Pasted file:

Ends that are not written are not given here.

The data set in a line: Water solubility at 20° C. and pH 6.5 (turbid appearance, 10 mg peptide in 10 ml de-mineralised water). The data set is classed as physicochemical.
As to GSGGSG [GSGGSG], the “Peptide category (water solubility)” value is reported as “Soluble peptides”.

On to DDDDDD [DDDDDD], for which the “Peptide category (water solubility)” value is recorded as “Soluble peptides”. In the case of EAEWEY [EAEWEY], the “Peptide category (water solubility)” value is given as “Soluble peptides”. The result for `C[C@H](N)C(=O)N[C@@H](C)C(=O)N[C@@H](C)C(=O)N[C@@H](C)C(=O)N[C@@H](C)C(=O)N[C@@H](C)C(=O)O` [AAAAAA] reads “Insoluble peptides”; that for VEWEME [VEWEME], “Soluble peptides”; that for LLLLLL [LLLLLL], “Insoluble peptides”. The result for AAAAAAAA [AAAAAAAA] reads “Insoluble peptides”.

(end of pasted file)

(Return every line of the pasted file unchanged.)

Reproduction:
Ends that are not written are not given here.

The data set in a line: Water solubility at 20° C. and pH 6.5 (turbid appearance, 10 mg peptide in 10 ml de-mineralised water). The data set is classed as physicochemical.
As to GSGGSG [GSGGSG], the “Peptide category (water solubility)” value is reported as “Soluble peptides”.

On to DDDDDD [DDDDDD], for which the “Peptide category (water solubility)” value is recorded as “Soluble peptides”. In the case of EAEWEY [EAEWEY], the “Peptide category (water solubility)” value is given as “Soluble peptides”. The result for `C[C@H](N)C(=O)N[C@@H](C)C(=O)N[C@@H](C)C(=O)N[C@@H](C)C(=O)N[C@@H](C)C(=O)N[C@@H](C)C(=O)O` [AAAAAA] reads “Insoluble peptides”; that for VEWEME [VEWEME], “Soluble peptides”; that for LLLLLL [LLLLLL], “Insoluble peptides”. The result for AAAAAAAA [AAAAAAAA] reads “Insoluble peptides”.